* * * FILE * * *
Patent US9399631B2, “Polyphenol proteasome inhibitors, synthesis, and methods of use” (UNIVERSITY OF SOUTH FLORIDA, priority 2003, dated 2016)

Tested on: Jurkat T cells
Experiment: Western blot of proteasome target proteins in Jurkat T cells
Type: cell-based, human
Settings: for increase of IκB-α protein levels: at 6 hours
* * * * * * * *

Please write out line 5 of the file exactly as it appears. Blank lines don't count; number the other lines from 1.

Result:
Settings: for increase of IκB-α protein levels: at 6 hours